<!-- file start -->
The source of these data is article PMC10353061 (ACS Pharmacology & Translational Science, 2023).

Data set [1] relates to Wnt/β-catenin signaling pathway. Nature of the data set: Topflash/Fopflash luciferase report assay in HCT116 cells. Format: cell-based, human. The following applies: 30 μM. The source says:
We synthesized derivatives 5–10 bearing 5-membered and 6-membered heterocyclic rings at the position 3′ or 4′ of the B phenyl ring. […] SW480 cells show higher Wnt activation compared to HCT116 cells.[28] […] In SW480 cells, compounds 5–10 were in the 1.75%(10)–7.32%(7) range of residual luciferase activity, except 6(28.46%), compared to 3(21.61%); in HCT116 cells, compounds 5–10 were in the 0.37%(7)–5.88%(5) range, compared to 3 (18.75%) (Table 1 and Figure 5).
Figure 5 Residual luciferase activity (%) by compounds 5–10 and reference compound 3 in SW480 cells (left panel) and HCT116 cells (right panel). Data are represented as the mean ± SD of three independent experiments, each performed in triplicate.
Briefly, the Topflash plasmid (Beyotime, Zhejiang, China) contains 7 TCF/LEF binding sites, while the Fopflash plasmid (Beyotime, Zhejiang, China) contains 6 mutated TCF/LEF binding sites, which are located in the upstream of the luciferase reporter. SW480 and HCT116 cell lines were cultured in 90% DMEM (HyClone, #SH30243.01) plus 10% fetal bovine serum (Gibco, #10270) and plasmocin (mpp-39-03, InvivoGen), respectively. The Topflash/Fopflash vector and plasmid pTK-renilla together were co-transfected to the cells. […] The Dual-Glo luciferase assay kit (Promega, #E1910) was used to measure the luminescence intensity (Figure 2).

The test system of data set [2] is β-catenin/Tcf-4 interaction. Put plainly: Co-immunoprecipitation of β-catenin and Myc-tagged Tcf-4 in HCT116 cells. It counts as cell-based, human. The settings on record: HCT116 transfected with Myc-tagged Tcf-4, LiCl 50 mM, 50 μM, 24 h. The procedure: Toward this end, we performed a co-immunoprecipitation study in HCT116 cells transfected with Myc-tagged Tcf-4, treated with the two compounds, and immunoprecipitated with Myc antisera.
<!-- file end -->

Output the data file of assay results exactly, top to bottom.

The source of these data is article PMC10353061 (ACS Pharmacology & Translational Science, 2023).

Data set [1] relates to Wnt/β-catenin signaling pathway. Nature of the data set: Topflash/Fopflash luciferase report assay in HCT116 cells. Format: cell-based, human. The following applies: 30 μM. The source says:
We synthesized derivatives 5–10 bearing 5-membered and 6-membered heterocyclic rings at the position 3′ or 4′ of the B phenyl ring. […] SW480 cells show higher Wnt activation compared to HCT116 cells.[28] […] In SW480 cells, compounds 5–10 were in the 1.75%(10)–7.32%(7) range of residual luciferase activity, except 6(28.46%), compared to 3(21.61%); in HCT116 cells, compounds 5–10 were in the 0.37%(7)–5.88%(5) range, compared to 3 (18.75%) (Table 1 and Figure 5).
Figure 5 Residual luciferase activity (%) by compounds 5–10 and reference compound 3 in SW480 cells (left panel) and HCT116 cells (right panel). Data are represented as the mean ± SD of three independent experiments, each performed in triplicate.
Briefly, the Topflash plasmid (Beyotime, Zhejiang, China) contains 7 TCF/LEF binding sites, while the Fopflash plasmid (Beyotime, Zhejiang, China) contains 6 mutated TCF/LEF binding sites, which are located in the upstream of the luciferase reporter. SW480 and HCT116 cell lines were cultured in 90% DMEM (HyClone, #SH30243.01) plus 10% fetal bovine serum (Gibco, #10270) and plasmocin (mpp-39-03, InvivoGen), respectively. The Topflash/Fopflash vector and plasmid pTK-renilla together were co-transfected to the cells. […] The Dual-Glo luciferase assay kit (Promega, #E1910) was used to measure the luminescence intensity (Figure 2).

The test system of data set [2] is β-catenin/Tcf-4 interaction. Put plainly: Co-immunoprecipitation of β-catenin and Myc-tagged Tcf-4 in HCT116 cells. It counts as cell-based, human. The settings on record: HCT116 transfected with Myc-tagged Tcf-4, LiCl 50 mM, 50 μM, 24 h. The procedure: Toward this end, we performed a co-immunoprecipitation study in HCT116 cells transfected with Myc-tagged Tcf-4, treated with the two compounds, and immunoprecipitated with Myc antisera.